You can even get a package without “proper ID”, it just takes more pieces of paper.

    • dmdiem 12:20 on 2020-03-19 Permalink

      They have waived signature requirements for most things. Which is smart. Alcohol and marijuana only require proof of age id. So anyone can pick it up with the delivery notice.

      “Registered, Xpresspost Certified, Proof of Identity, COD (collect on delivery) and items where custom fees are due” all require the recipient to show up in person. This is not an insignificant amount of mail.

      Unfortunately my nearest post office is right next door to my nearest saq. Which is just outside of walking distance for me. Since i dont know anyone with a car i guess im gonna be sober for the duration. That or dep wine. Ugh. Sober it is.

    • jeather 13:40 on 2020-03-19 Permalink

      I’m not for obvious reasons willing to drive people, but I AM willing to figure out a way that I can pick up mail or alcohol for people who need it, if you’re in St-Henri or Griffintown contact Kate and she has my email and real name.

    • dhomas 14:25 on 2020-03-19 Permalink

      @Kate, david100: I completely agree. Being in isolation sober would be almost unbearable for me and my wife. I was simply relaying what the SAQ employee had told me. In any case, I stocked up at the SAQ Depot (15% discount when you buy 12+ bottles), just in case. 🙂

    • JaneyB 15:16 on 2020-03-19 Permalink

      Dep beer is often good and I dunno about your IGAs but mine is a wonderland of excellent beers and local ciders. I realize it’s probably more of a scotch moment than a cidre moment right now lol.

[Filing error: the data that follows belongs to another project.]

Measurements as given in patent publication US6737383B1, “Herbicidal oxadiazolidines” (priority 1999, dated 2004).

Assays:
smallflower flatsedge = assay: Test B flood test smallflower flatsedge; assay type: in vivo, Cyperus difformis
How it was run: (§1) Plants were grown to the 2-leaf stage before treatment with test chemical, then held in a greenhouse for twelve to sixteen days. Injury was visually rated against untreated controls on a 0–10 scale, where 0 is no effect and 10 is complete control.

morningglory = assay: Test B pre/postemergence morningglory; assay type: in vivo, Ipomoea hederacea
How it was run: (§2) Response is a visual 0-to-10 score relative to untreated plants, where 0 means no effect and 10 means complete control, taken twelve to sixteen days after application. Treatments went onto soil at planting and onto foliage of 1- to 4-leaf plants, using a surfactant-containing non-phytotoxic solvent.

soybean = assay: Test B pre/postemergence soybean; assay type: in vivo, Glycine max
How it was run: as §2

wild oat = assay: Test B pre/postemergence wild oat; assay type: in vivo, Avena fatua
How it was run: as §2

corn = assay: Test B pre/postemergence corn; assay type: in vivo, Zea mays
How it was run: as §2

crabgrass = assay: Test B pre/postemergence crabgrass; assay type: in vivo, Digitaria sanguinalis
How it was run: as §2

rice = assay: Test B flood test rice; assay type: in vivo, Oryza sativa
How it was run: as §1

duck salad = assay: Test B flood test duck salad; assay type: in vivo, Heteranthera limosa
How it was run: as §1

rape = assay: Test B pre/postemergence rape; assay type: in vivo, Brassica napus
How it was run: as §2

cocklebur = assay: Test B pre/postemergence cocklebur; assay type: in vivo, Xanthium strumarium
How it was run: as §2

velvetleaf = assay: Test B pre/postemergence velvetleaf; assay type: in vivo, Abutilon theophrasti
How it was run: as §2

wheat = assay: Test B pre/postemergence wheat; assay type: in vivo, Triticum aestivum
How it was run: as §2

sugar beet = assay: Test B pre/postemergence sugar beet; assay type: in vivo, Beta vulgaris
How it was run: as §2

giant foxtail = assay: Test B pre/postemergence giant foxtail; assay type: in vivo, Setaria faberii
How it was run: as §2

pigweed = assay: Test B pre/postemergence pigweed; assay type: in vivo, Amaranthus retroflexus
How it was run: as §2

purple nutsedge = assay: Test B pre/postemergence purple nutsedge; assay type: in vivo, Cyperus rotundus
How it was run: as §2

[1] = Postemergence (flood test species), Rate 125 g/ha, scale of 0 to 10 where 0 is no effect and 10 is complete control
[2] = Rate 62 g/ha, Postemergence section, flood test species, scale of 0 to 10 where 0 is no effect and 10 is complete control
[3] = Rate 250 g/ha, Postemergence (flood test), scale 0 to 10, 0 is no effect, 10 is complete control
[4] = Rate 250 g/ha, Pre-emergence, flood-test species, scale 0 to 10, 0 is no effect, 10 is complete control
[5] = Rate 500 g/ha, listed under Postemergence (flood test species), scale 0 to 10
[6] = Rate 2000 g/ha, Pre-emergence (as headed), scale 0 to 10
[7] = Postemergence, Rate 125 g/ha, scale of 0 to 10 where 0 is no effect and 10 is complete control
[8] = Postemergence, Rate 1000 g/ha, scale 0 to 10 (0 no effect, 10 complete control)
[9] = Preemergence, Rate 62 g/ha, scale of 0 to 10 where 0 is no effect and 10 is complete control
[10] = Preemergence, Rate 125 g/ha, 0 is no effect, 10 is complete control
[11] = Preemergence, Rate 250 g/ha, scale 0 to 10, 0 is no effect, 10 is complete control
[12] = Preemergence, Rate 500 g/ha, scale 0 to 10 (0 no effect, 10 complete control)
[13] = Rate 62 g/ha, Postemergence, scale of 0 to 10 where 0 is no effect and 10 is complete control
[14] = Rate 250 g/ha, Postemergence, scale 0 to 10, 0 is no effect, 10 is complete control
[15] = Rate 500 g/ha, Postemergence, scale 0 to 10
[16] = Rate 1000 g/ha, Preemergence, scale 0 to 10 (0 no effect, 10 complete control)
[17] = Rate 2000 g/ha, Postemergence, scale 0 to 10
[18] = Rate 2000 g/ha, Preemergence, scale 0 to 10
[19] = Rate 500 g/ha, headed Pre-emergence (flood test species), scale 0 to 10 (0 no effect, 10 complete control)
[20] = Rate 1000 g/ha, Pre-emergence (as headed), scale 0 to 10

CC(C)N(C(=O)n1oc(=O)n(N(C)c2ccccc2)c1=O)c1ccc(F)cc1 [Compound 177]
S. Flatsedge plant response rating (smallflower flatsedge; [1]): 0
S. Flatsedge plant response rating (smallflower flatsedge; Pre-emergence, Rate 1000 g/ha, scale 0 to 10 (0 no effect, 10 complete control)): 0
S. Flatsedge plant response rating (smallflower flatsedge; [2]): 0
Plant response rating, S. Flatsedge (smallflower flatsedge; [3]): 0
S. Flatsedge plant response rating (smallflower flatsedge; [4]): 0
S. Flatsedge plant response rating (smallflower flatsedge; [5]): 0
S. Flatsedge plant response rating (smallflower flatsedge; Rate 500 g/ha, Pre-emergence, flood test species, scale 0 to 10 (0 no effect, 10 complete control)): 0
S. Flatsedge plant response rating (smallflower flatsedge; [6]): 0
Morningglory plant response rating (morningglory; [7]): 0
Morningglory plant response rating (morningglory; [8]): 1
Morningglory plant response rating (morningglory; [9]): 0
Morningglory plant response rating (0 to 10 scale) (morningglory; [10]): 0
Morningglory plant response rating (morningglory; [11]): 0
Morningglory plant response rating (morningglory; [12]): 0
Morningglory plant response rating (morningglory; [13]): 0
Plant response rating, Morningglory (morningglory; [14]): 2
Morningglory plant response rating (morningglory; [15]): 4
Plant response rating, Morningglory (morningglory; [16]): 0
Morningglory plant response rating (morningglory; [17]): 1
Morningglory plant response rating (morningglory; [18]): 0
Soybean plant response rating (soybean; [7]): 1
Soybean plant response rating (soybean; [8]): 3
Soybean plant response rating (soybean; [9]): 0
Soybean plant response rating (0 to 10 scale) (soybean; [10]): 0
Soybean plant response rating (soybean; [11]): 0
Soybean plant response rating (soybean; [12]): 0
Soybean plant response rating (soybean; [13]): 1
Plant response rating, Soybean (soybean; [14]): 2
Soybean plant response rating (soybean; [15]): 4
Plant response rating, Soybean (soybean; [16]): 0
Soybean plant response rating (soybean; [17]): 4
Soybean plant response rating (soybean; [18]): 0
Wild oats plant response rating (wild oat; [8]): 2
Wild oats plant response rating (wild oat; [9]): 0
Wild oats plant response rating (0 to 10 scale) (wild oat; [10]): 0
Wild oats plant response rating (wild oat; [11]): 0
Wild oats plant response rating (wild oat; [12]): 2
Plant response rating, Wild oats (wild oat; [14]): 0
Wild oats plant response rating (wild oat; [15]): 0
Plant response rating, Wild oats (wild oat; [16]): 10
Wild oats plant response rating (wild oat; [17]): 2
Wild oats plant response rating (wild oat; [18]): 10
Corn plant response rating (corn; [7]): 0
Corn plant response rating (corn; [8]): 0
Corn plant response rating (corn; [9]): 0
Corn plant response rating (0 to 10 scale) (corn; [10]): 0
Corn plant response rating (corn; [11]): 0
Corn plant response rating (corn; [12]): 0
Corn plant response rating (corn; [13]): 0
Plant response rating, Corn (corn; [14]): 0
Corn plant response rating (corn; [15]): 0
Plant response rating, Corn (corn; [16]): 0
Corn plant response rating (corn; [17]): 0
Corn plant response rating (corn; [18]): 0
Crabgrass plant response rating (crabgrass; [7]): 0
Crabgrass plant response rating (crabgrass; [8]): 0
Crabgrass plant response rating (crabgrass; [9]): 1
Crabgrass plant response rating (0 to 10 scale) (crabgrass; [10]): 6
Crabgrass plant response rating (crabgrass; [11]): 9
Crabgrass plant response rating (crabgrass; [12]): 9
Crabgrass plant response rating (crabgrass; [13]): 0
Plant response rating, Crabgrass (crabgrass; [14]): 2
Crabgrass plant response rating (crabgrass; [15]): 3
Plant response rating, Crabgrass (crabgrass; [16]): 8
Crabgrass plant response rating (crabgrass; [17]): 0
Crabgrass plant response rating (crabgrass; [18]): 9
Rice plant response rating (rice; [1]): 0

• dmdiem 15:43 on 2020-03-19 Permalink

      JaneyB thats a great idea. I think iga even delivers wine and such. I went to check their website, but it seems to be down. I think you might be right about the scotch moment, although after reading the Imperial College report, I think this might actually be a crippling heroin addiction moment.

      jeather you’re an angel. or at the very least santa claus.

    • EmilyG 16:56 on 2020-03-19 Permalink

      I’ve been stuck inside. I wish I had some wine.

    • dwgs 08:19 on 2020-03-20 Permalink

      EmilyG what neighbourhood are you in?

    • Michael Black 08:48 on 2020-03-20 Permalink

      Maybe they’ve invented freeze dried wine. So only a small packet of powder has to be delivered just add water when you’re ready to drink.

    • Kevin 09:15 on 2020-03-20 Permalink

      Bu brand wine is available at grocery stores and it’s better than some stuff I’ve had from the SAQ.

    • Tim S. 09:38 on 2020-03-20 Permalink

      Chris: the article you linked to provides a link to the Bank of Canada that says that cash/legal tender is: “the money approved in a country for paying debts.” So I don’t think that contradicts my point, though like I said I would hate to be the police officer called upon to mediate such a technical dispute. Maybe it could be a sitcom episode. Also, David Graebner is great on the whole cash/debt nexus.